The IRE Resource Center is a major research library containing more than 23,250 investigative stories — both print and broadcast. These stories are searchable online or by contacting the Resource Center directly (573-882-3364 or email@example.com) where a researcher can help you pinpoint what you need. Browse or search the tipsheet section of our library below. Stories are not available for download but can be easily ordered by contacting the Resource Center:
The IRE Resource Center is a major research library containing more than 23,250 investigative stories — both print and broadcast.
These stories are searchable online or by contacting the Resource Center directly (573-882-3364 or firstname.lastname@example.org) where a researcher can help you pinpoint what you need.
Browse or search the tipsheet section of our library below. Stories are not available for download but can be easily ordered by contacting the Resource Center:
Search results for "chemical transportation" ...
The investigation showed that Inland Southern California faces increasing risk of toxic spills from freight trains carrying chlorine, anhydrous ammonia and other deadly chemicals. The authors found a public unaware of the risk, local authorities unprepared and an industry with a questionable safety record.
"A train derailment and fatal chemical spill on Jan. 18, 2002, in Minot, N.D., exposed the vulnerability of our nation's transportation of common but hazardous agricultural chemical," the Forum reports. The story depict the disaster -- known as the largest spill of anhydrous ammonia, a farm fertilizer -- in the world but also investigates its causes. The main findings are that pre-1989 railroad tanker cars are susceptible to puncturing in accidents in cold weather; tracks often contain a number of defects; and rescue workers and hospitals are ill-prepared for disasters.
A Courier-Journal investigative series reveals "how, despite medical warnings, the railroad industry in the 1960s, 1970s and 1980s allowed the heavy and largely unprotected use of chlorinated hydrocarbon solvents in their locomotive maintenance shops; how railroads resisted government inspections for almost a decade when solvent use was perhaps its highest and that more than 600 railroaders across the country have since then been diagnosed with permanent brain damage that their doctors blame on the chemicals." The reporters have found evidence that the railroad industry was aware of the danger of toxic chemicals as far back as the 1960s but some companies continued to use them until mid-1990s. CSX Transportation, the largest railroad in the eastern part of the country has so far paid up to $35 in legal settlements, the Courier-Journal reports.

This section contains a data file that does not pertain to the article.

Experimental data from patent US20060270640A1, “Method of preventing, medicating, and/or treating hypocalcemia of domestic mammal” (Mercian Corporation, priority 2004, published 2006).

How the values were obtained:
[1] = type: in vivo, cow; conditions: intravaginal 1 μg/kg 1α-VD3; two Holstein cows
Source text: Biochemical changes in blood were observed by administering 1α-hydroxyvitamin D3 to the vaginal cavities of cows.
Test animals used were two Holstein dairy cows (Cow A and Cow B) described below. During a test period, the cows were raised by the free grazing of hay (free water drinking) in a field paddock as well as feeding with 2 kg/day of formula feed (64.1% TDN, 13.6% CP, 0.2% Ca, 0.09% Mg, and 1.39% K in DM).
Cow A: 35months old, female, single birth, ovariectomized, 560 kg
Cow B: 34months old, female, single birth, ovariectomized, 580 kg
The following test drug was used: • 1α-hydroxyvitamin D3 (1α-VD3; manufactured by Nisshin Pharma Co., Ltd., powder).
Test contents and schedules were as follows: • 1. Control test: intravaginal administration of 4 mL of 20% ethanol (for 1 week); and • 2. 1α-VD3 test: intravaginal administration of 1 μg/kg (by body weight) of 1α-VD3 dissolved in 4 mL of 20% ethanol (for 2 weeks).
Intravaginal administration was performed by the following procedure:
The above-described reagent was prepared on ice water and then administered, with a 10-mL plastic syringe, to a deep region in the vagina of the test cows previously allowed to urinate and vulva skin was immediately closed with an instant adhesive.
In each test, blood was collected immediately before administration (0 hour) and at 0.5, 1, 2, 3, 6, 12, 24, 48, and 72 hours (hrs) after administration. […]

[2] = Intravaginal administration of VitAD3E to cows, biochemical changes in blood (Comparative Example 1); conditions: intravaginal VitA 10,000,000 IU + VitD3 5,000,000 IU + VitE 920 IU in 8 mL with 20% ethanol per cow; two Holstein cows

The Plain Dealer reports that of the 5,589 toxic chemical spills that occurred in Ohio in 1990, 121 threatened lives and property. The chemical accidents occurred when trucks hauling toxic chemicals wrecked on highways, above ground chemical tanks exploded, warehouses and plants caught fire, and workers made critical mistakes. The analysis also found that most companies involved did not report the accidents to the county emergency response team or the state Environmental Protection Agency. Residents living near plants did a better job reporting chemical emergencies than most companies at fault.
Earth Journal reveals that U.S. airlines for decades sprayed insecticides directly into the cabins of its passengers to avoid transporting disease-carrying insects from one locale to another; the airline never announced that they were spraying, even though the chemicals caused some passengers with diseases to suffer serious health problems, November - December, 1993.
Tags: DC Bonvie 7 pages
KWWL-TV (Waterloo, Iowa) looks at the hazards of the production, transportation and storage of anhydrous ammonia and how the chemical industry and the EPA have conspired to bury and ignore tests that demonstrate the extremely hazardous nature of the chemical, April 29, 1991.